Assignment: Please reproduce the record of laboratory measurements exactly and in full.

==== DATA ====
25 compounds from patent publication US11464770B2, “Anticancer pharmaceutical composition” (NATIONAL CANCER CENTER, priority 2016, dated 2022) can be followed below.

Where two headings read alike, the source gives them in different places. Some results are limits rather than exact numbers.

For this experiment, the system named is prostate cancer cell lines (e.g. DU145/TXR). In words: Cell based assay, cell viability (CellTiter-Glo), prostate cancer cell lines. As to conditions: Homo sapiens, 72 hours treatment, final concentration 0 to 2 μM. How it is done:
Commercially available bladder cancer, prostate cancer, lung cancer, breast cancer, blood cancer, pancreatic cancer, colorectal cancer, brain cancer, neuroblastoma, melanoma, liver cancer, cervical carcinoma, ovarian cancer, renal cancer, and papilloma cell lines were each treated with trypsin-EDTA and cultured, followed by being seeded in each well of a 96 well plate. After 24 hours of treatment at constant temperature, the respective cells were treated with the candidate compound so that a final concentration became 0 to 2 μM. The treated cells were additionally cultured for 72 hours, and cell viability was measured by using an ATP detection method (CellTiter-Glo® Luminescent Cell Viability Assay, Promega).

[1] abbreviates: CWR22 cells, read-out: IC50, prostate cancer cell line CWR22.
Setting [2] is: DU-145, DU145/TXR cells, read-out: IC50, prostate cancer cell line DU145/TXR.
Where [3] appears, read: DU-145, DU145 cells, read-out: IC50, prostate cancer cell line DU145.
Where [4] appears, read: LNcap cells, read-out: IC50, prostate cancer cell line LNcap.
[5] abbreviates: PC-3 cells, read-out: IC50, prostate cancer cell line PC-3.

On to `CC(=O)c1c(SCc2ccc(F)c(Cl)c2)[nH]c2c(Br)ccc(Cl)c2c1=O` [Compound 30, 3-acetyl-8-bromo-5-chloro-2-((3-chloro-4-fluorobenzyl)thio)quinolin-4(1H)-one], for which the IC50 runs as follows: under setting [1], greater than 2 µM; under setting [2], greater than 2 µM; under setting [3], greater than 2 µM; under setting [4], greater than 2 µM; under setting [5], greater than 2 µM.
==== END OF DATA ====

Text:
25 compounds from patent publication US11464770B2, “Anticancer pharmaceutical composition” (NATIONAL CANCER CENTER, priority 2016, dated 2022) can be followed below.

Where two headings read alike, the source gives them in different places. Some results are limits rather than exact numbers.

For this experiment, the system named is prostate cancer cell lines (e.g. DU145/TXR). In words: Cell based assay, cell viability (CellTiter-Glo), prostate cancer cell lines. As to conditions: Homo sapiens, 72 hours treatment, final concentration 0 to 2 μM. How it is done:
Commercially available bladder cancer, prostate cancer, lung cancer, breast cancer, blood cancer, pancreatic cancer, colorectal cancer, brain cancer, neuroblastoma, melanoma, liver cancer, cervical carcinoma, ovarian cancer, renal cancer, and papilloma cell lines were each treated with trypsin-EDTA and cultured, followed by being seeded in each well of a 96 well plate. After 24 hours of treatment at constant temperature, the respective cells were treated with the candidate compound so that a final concentration became 0 to 2 μM. The treated cells were additionally cultured for 72 hours, and cell viability was measured by using an ATP detection method (CellTiter-Glo® Luminescent Cell Viability Assay, Promega).

[1] abbreviates: CWR22 cells, read-out: IC50, prostate cancer cell line CWR22.
Setting [2] is: DU-145, DU145/TXR cells, read-out: IC50, prostate cancer cell line DU145/TXR.
Where [3] appears, read: DU-145, DU145 cells, read-out: IC50, prostate cancer cell line DU145.
Where [4] appears, read: LNcap cells, read-out: IC50, prostate cancer cell line LNcap.
[5] abbreviates: PC-3 cells, read-out: IC50, prostate cancer cell line PC-3.

On to `CC(=O)c1c(SCc2ccc(F)c(Cl)c2)[nH]c2c(Br)ccc(Cl)c2c1=O` [Compound 30, 3-acetyl-8-bromo-5-chloro-2-((3-chloro-4-fluorobenzyl)thio)quinolin-4(1H)-one], for which the IC50 runs as follows: under setting [1], greater than 2 µM; under setting [2], greater than 2 µM; under setting [3], greater than 2 µM; under setting [4], greater than 2 µM; under setting [5], greater than 2 µM.